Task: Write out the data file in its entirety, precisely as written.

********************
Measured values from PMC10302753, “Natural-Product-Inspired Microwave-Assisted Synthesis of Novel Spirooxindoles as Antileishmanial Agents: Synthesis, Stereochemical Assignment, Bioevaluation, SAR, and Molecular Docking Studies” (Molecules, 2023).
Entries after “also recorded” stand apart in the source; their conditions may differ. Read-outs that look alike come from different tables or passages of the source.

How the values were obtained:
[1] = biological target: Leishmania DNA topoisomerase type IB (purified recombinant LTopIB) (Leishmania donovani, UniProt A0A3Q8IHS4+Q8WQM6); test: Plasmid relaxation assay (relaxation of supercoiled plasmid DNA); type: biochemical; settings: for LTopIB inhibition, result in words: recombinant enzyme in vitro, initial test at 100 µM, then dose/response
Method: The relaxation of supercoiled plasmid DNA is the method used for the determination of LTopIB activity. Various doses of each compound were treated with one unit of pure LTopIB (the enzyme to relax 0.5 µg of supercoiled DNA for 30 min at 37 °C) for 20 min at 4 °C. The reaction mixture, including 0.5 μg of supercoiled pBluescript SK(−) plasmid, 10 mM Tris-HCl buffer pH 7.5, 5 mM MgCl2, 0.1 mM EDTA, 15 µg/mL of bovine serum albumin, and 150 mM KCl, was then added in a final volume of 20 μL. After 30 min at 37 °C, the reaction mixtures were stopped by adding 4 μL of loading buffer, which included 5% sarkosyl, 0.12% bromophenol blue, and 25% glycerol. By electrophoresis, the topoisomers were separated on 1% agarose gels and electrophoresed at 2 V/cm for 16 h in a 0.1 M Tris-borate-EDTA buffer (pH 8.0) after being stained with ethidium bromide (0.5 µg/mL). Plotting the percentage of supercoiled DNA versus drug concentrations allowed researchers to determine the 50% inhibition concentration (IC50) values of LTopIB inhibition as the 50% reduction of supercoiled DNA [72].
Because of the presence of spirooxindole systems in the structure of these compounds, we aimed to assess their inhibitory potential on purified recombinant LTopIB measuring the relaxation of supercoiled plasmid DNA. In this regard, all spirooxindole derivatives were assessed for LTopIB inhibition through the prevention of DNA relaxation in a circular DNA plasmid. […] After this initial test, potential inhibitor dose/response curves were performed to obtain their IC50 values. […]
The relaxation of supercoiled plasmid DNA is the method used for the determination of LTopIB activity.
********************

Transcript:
Measured values from PMC10302753, “Natural-Product-Inspired Microwave-Assisted Synthesis of Novel Spirooxindoles as Antileishmanial Agents: Synthesis, Stereochemical Assignment, Bioevaluation, SAR, and Molecular Docking Studies” (Molecules, 2023).
Entries after “also recorded” stand apart in the source; their conditions may differ. Read-outs that look alike come from different tables or passages of the source.

How the values were obtained:
[1] = biological target: Leishmania DNA topoisomerase type IB (purified recombinant LTopIB) (Leishmania donovani, UniProt A0A3Q8IHS4+Q8WQM6); test: Plasmid relaxation assay (relaxation of supercoiled plasmid DNA); type: biochemical; settings: for LTopIB inhibition, result in words: recombinant enzyme in vitro, initial test at 100 µM, then dose/response
Method: The relaxation of supercoiled plasmid DNA is the method used for the determination of LTopIB activity. Various doses of each compound were treated with one unit of pure LTopIB (the enzyme to relax 0.5 µg of supercoiled DNA for 30 min at 37 °C) for 20 min at 4 °C. The reaction mixture, including 0.5 μg of supercoiled pBluescript SK(−) plasmid, 10 mM Tris-HCl buffer pH 7.5, 5 mM MgCl2, 0.1 mM EDTA, 15 µg/mL of bovine serum albumin, and 150 mM KCl, was then added in a final volume of 20 μL. After 30 min at 37 °C, the reaction mixtures were stopped by adding 4 μL of loading buffer, which included 5% sarkosyl, 0.12% bromophenol blue, and 25% glycerol. By electrophoresis, the topoisomers were separated on 1% agarose gels and electrophoresed at 2 V/cm for 16 h in a 0.1 M Tris-borate-EDTA buffer (pH 8.0) after being stained with ethidium bromide (0.5 µg/mL). Plotting the percentage of supercoiled DNA versus drug concentrations allowed researchers to determine the 50% inhibition concentration (IC50) values of LTopIB inhibition as the 50% reduction of supercoiled DNA [72].
Because of the presence of spirooxindole systems in the structure of these compounds, we aimed to assess their inhibitory potential on purified recombinant LTopIB measuring the relaxation of supercoiled plasmid DNA. In this regard, all spirooxindole derivatives were assessed for LTopIB inhibition through the prevention of DNA relaxation in a circular DNA plasmid. […] After this initial test, potential inhibitor dose/response curves were performed to obtain their IC50 values. […]
The relaxation of supercoiled plasmid DNA is the method used for the determination of LTopIB activity.